Advances in Microbiology
Vol.05 No.08(2015), Article ID:58599,5 pages

The Effects of Heat Shock on the D-Values of Listeria monocytogenes on Selected Seafood Matrices

Michael V. Wood, Aswathy Sreedharan, Rachael Silverberg, Alina N. Balaguero, Keith R. Schneider*

Department of Food Science and Human Nutrition, University of Florida, Gainesville, FL, USA

Email: *

Copyright © 2015 by authors and Scientific Research Publishing Inc.

This work is licensed under the Creative Commons Attribution International License (CC BY).

Received 27 April 2015; accepted 1 August 2015; published 5 August 2015


With more ready-to-eat foods and increased shelf-lives, prevention of Listeria monocytogenes contamination has become a necessity for the food industry. This study examined the effects of sublethal heat treatment on the decimal reduction time (D-values) of three L. monocytogenes serotypes (1/2a, 1/2b, 4c), and non-pathogenic L. innocua. The D70 (D-value at 70˚C) values of heat-shocked (HS) and non-heat-shocked (NHS) Listeria grown in tryptic soy broth (TSB) were determined. The D70 values of HS L. monocytogenes serotype 1/2a and L. innocua were significantly higher compared to NHS cultures, although by 48 h, the values returned to NHS levels. When HS and NHS 1/2a and 1/2b were inoculated on crab meat and cooked shrimp, the D70 values of HS cultures were at least 2-fold higher, compared to when they were grown in TSB. This increase in heat resistance for the HS cultures may be attributed to the protective effect of the seafood matrix itself.


Listeria monocytogenes, Ready-to-Eat Seafood, Heat Shock, D-Value

1. Introduction

In the past several decades, listeriosis, caused by the intracellular pathogen Listeria monocytogenes, has emerged as a major foodborne disease worldwide [1] -[3] . Of the eight current species in the genus Listeria, L. monocytogenes is the only one considered to be a foodborne pathogen in both humans and animals [4] . Listeria monocytogenes is divided into four distinct lineages each with unique genetic, phenotypic, and epidemiological characteristics. Lineages I and II are both associated with human disease, although most human listeriosis isolates are from lineage I. Lineage II strains are more frequently associated with sporadic listeriosis in humans, but are also associated with animal listeriosis. Lineage III and IV isolates are rarely found in foods or food-related environments, and have not been linked to human listeriosis [5] . Serovars 1/2a (lineage II), 1/2b and 4b (lineage I) account for 95% of human isolates [6] .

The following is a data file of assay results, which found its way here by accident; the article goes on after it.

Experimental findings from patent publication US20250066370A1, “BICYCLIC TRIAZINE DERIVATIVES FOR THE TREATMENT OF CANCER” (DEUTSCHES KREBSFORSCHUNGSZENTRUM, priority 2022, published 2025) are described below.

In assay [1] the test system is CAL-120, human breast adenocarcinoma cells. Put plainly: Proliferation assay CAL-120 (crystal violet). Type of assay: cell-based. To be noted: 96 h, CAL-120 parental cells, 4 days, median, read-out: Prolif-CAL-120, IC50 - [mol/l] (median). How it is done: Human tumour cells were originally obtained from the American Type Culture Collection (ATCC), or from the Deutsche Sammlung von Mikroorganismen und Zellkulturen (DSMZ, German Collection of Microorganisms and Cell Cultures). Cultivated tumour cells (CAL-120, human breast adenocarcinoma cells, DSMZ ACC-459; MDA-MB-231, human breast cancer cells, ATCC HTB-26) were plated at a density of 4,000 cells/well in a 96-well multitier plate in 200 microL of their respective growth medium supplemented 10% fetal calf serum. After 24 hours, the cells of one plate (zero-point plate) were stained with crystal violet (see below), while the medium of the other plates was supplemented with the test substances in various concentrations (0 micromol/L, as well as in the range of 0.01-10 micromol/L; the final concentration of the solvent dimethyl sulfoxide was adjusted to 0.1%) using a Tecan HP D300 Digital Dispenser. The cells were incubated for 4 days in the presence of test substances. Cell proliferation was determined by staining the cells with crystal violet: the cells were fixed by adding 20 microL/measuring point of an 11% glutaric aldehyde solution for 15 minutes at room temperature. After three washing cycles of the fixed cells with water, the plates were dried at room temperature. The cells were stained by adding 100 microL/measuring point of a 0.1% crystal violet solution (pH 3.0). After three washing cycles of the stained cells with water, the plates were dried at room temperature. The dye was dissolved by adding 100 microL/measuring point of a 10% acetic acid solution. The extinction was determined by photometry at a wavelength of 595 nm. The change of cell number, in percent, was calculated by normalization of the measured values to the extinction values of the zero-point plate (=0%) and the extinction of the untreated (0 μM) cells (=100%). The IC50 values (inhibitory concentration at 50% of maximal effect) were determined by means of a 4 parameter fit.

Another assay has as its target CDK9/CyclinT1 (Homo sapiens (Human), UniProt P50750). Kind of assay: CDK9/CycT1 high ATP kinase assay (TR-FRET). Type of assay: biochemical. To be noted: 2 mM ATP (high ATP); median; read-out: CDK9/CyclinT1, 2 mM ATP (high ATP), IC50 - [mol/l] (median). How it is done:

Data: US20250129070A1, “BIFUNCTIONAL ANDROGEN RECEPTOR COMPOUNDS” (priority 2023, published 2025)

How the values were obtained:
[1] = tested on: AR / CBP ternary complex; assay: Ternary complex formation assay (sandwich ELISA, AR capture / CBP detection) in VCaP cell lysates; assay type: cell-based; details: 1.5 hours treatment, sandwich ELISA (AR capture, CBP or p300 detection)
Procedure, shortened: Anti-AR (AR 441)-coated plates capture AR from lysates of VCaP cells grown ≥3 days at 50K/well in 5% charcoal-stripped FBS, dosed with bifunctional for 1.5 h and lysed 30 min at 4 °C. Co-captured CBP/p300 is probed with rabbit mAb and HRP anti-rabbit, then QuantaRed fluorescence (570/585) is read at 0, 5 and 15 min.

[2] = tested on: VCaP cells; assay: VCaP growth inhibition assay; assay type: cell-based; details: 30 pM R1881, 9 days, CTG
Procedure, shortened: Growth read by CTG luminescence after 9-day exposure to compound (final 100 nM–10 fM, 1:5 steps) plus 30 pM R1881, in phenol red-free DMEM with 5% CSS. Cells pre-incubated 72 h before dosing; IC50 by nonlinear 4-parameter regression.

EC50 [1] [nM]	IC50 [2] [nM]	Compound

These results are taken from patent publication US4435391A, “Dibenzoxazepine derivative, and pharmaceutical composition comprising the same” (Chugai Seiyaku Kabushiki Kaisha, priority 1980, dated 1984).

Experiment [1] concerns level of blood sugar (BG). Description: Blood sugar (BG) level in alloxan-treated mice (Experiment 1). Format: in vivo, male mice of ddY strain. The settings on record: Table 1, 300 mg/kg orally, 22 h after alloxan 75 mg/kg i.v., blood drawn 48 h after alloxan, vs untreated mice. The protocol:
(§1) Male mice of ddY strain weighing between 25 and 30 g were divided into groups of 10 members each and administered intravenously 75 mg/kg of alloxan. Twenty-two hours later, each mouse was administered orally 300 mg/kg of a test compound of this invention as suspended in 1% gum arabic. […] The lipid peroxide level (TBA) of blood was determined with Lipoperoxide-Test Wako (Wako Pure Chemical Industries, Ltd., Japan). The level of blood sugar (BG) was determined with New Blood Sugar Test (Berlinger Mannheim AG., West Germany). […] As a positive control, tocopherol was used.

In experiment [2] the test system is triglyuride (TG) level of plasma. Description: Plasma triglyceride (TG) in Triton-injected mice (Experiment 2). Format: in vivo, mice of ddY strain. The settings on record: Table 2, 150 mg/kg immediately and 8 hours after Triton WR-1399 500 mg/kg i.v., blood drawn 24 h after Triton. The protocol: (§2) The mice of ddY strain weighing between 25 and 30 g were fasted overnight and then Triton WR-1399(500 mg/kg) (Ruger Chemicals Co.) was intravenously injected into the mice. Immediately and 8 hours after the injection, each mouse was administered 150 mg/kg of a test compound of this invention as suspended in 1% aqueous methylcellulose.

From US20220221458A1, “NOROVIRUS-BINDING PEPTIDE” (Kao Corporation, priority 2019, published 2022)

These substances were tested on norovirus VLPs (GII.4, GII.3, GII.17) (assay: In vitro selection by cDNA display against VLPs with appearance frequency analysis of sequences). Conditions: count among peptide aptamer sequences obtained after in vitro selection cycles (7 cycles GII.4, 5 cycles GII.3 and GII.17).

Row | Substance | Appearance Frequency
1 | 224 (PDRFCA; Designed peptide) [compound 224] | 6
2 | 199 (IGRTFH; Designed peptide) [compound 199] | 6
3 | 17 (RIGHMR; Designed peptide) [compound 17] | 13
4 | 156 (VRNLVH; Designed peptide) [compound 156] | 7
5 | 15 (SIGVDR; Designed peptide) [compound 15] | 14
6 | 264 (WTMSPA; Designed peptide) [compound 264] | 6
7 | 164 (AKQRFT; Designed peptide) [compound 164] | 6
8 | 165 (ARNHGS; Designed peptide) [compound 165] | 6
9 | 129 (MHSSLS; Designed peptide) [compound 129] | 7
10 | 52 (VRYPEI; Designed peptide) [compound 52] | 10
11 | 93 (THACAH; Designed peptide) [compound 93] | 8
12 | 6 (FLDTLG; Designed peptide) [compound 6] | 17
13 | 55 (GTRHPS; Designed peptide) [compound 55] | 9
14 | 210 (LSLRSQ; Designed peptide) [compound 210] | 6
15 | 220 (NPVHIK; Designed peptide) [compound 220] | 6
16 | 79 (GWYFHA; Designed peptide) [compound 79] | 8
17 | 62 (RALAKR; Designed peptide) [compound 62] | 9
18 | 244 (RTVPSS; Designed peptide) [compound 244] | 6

Listeria has a potential to grow during cold storage due to its ability to proliferate at low temperatures (0 to 45˚C) and reduced oxygen levels, and is a problematic microorganism in the ready-to-eat (RTE) seafood industry. Several listeriosis outbreaks have been associated with seafood products [7] -[9] , and Listeria spp. has been detected in several seafoods including fresh shrimp, crab meat, and smoked and fermented fish [3] [10] [11] . For RTE crustaceans, specifically cooked shrimp and canned crab meat, the risks are primarily linked to post- process contamination [12] . Further, studies have shown that some cold-smoking processes do not completely kill L. monocytogenes [7] . The ability of smoked seafood to support the growth of Listeria during extended refrigeration temperatures [9] and the prior instances of outbreaks due to improper cooking times and temperatures during processing [7] accentuate the risk of Listeria contamination in RTE seafood.

Previous studies have shown that certain strains of L. monocytogenes exhibit a higher decimal reduction time (D-value) than others [13] . Differences in D-value, which is the time required to reduce a bacterial population by 90% (1.0 log unit) at a given temperature, can be attributed to various factors that contribute to pathogenicity [14] . The time of exposure to heat shock, the heating matrix, the condition of the L. monocytogenes culture, as well as the method used to recover the cells all have an effect on bacterial thermotolerance [15] . A previous study found that heat shocking L. monocytogenes at 42˚C for 60 min, followed by 60˚C for various lengths of time resulted in approximately twice the D60-values compared to the non-heat shocked strain [16] .